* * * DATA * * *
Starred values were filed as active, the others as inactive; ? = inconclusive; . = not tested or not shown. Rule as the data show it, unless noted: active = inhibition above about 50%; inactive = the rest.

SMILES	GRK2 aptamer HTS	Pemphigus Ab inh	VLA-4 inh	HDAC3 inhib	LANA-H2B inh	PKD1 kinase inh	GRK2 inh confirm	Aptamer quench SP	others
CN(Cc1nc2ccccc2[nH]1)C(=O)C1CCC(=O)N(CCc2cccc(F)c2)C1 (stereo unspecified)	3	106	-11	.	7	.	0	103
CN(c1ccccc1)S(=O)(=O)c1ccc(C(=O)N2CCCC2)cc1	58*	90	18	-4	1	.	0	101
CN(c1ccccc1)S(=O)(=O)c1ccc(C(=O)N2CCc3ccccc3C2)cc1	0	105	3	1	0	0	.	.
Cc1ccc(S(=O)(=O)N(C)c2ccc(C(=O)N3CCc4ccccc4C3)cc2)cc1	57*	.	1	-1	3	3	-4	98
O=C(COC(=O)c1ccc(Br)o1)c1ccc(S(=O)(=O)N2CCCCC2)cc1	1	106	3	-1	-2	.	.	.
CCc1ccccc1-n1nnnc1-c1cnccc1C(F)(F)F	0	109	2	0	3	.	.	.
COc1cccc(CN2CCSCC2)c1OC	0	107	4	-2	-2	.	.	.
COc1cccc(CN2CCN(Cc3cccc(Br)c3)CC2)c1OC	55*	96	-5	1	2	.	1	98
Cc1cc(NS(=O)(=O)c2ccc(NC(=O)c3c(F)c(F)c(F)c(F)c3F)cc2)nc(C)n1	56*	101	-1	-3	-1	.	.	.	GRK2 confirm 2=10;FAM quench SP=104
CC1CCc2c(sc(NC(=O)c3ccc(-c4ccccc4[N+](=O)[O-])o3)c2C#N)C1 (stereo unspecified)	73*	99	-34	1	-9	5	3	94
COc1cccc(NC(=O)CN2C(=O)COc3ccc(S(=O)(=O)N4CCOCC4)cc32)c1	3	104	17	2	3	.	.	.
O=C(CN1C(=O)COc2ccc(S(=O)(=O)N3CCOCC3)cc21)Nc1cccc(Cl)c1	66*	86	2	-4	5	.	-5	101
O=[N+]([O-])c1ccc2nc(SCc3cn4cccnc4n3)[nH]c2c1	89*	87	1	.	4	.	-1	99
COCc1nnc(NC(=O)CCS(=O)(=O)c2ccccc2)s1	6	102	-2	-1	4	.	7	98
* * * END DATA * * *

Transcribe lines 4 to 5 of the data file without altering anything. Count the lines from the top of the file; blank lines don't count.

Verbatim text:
CN(c1ccccc1)S(=O)(=O)c1ccc(C(=O)N2CCCC2)cc1	58*	90	18	-4	1	.	0	101
CN(c1ccccc1)S(=O)(=O)c1ccc(C(=O)N2CCc3ccccc3C2)cc1	0	105	3	1	0	0	.	.